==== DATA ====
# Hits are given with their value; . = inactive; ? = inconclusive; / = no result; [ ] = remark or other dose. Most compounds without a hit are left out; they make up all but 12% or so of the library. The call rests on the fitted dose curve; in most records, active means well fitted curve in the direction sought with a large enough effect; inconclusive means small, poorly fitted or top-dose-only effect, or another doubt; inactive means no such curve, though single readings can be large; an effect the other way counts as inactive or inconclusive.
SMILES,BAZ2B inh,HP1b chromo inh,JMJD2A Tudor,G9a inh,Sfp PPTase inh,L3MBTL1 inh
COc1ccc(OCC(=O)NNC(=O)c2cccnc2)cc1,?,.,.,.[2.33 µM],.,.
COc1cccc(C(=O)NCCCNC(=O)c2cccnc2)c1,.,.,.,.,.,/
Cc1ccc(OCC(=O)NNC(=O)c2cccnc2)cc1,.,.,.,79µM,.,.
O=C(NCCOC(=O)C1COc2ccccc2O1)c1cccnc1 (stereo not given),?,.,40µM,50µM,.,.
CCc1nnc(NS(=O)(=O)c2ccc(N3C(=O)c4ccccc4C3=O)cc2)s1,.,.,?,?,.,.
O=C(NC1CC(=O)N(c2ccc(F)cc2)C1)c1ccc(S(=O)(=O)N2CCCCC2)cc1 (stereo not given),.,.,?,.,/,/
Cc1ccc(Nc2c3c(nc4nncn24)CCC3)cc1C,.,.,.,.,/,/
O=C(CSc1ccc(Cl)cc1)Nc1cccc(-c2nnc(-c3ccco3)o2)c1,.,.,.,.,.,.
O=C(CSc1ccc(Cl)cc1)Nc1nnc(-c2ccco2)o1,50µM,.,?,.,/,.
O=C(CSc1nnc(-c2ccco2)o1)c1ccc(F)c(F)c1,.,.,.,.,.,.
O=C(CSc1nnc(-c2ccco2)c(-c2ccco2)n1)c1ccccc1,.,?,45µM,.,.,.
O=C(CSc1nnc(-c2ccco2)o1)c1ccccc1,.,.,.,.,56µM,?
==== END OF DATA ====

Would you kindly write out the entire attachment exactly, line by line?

# Hits are given with their value; . = inactive; ? = inconclusive; / = no result; [ ] = remark or other dose. Most compounds without a hit are left out; they make up all but 12% or so of the library. The call rests on the fitted dose curve; in most records, active means well fitted curve in the direction sought with a large enough effect; inconclusive means small, poorly fitted or top-dose-only effect, or another doubt; inactive means no such curve, though single readings can be large; an effect the other way counts as inactive or inconclusive.
SMILES,BAZ2B inh,HP1b chromo inh,JMJD2A Tudor,G9a inh,Sfp PPTase inh,L3MBTL1 inh
COc1ccc(OCC(=O)NNC(=O)c2cccnc2)cc1,?,.,.,.[2.33 µM],.,.
COc1cccc(C(=O)NCCCNC(=O)c2cccnc2)c1,.,.,.,.,.,/
Cc1ccc(OCC(=O)NNC(=O)c2cccnc2)cc1,.,.,.,79µM,.,.
O=C(NCCOC(=O)C1COc2ccccc2O1)c1cccnc1 (stereo not given),?,.,40µM,50µM,.,.
CCc1nnc(NS(=O)(=O)c2ccc(N3C(=O)c4ccccc4C3=O)cc2)s1,.,.,?,?,.,.
O=C(NC1CC(=O)N(c2ccc(F)cc2)C1)c1ccc(S(=O)(=O)N2CCCCC2)cc1 (stereo not given),.,.,?,.,/,/
Cc1ccc(Nc2c3c(nc4nncn24)CCC3)cc1C,.,.,.,.,/,/
O=C(CSc1ccc(Cl)cc1)Nc1cccc(-c2nnc(-c3ccco3)o2)c1,.,.,.,.,.,.
O=C(CSc1ccc(Cl)cc1)Nc1nnc(-c2ccco2)o1,50µM,.,?,.,/,.
O=C(CSc1nnc(-c2ccco2)o1)c1ccc(F)c(F)c1,.,.,.,.,.,.
O=C(CSc1nnc(-c2ccco2)c(-c2ccco2)n1)c1ccccc1,.,?,45µM,.,.,.
O=C(CSc1nnc(-c2ccco2)o1)c1ccccc1,.,.,.,.,56µM,?